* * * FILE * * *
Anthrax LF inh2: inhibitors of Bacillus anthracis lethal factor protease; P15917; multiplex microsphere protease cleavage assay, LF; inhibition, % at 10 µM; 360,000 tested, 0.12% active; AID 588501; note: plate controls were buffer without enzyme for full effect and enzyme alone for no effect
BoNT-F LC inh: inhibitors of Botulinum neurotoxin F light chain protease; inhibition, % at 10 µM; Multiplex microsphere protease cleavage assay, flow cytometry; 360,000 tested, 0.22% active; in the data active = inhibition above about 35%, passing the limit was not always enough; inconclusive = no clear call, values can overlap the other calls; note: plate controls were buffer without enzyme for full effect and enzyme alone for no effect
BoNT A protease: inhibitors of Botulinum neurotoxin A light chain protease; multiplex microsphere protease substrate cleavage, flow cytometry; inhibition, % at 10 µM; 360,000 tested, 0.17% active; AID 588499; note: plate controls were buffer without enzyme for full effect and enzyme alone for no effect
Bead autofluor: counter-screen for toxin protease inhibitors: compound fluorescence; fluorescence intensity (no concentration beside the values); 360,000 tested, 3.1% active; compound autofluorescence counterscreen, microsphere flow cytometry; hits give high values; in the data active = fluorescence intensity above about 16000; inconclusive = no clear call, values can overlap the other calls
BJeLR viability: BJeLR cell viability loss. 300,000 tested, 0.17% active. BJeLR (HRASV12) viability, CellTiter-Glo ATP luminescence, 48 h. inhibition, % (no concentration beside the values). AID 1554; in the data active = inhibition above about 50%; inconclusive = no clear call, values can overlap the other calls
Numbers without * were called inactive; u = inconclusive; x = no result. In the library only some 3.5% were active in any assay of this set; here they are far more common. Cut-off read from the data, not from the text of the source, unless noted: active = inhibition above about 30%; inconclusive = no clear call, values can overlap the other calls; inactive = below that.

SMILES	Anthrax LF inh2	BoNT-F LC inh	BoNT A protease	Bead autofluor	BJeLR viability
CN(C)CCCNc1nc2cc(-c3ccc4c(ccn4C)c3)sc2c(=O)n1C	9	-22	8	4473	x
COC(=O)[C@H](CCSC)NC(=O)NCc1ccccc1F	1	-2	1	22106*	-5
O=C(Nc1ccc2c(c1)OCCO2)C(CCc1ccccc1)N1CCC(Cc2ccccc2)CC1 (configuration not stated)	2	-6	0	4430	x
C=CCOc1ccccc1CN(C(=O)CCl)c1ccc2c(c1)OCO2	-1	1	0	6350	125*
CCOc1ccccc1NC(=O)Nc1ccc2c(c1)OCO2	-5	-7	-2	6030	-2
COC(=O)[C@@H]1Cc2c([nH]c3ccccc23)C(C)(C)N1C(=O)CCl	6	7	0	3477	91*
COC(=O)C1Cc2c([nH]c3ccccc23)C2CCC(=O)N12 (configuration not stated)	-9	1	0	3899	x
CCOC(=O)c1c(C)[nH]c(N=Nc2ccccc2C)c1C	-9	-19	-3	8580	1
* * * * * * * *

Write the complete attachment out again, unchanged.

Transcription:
Anthrax LF inh2: inhibitors of Bacillus anthracis lethal factor protease; P15917; multiplex microsphere protease cleavage assay, LF; inhibition, % at 10 µM; 360,000 tested, 0.12% active; AID 588501; note: plate controls were buffer without enzyme for full effect and enzyme alone for no effect
BoNT-F LC inh: inhibitors of Botulinum neurotoxin F light chain protease; inhibition, % at 10 µM; Multiplex microsphere protease cleavage assay, flow cytometry; 360,000 tested, 0.22% active; in the data active = inhibition above about 35%, passing the limit was not always enough; inconclusive = no clear call, values can overlap the other calls; note: plate controls were buffer without enzyme for full effect and enzyme alone for no effect
BoNT A protease: inhibitors of Botulinum neurotoxin A light chain protease; multiplex microsphere protease substrate cleavage, flow cytometry; inhibition, % at 10 µM; 360,000 tested, 0.17% active; AID 588499; note: plate controls were buffer without enzyme for full effect and enzyme alone for no effect
Bead autofluor: counter-screen for toxin protease inhibitors: compound fluorescence; fluorescence intensity (no concentration beside the values); 360,000 tested, 3.1% active; compound autofluorescence counterscreen, microsphere flow cytometry; hits give high values; in the data active = fluorescence intensity above about 16000; inconclusive = no clear call, values can overlap the other calls
BJeLR viability: BJeLR cell viability loss. 300,000 tested, 0.17% active. BJeLR (HRASV12) viability, CellTiter-Glo ATP luminescence, 48 h. inhibition, % (no concentration beside the values). AID 1554; in the data active = inhibition above about 50%; inconclusive = no clear call, values can overlap the other calls
Numbers without * were called inactive; u = inconclusive; x = no result. In the library only some 3.5% were active in any assay of this set; here they are far more common. Cut-off read from the data, not from the text of the source, unless noted: active = inhibition above about 30%; inconclusive = no clear call, values can overlap the other calls; inactive = below that.

SMILES	Anthrax LF inh2	BoNT-F LC inh	BoNT A protease	Bead autofluor	BJeLR viability
CN(C)CCCNc1nc2cc(-c3ccc4c(ccn4C)c3)sc2c(=O)n1C	9	-22	8	4473	x
COC(=O)[C@H](CCSC)NC(=O)NCc1ccccc1F	1	-2	1	22106*	-5
O=C(Nc1ccc2c(c1)OCCO2)C(CCc1ccccc1)N1CCC(Cc2ccccc2)CC1 (configuration not stated)	2	-6	0	4430	x
C=CCOc1ccccc1CN(C(=O)CCl)c1ccc2c(c1)OCO2	-1	1	0	6350	125*
CCOc1ccccc1NC(=O)Nc1ccc2c(c1)OCO2	-5	-7	-2	6030	-2
COC(=O)[C@@H]1Cc2c([nH]c3ccccc23)C(C)(C)N1C(=O)CCl	6	7	0	3477	91*
COC(=O)C1Cc2c([nH]c3ccccc23)C2CCC(=O)N12 (configuration not stated)	-9	1	0	3899	x
CCOC(=O)c1c(C)[nH]c(N=Nc2ccccc2C)c1C	-9	-19	-3	8580	1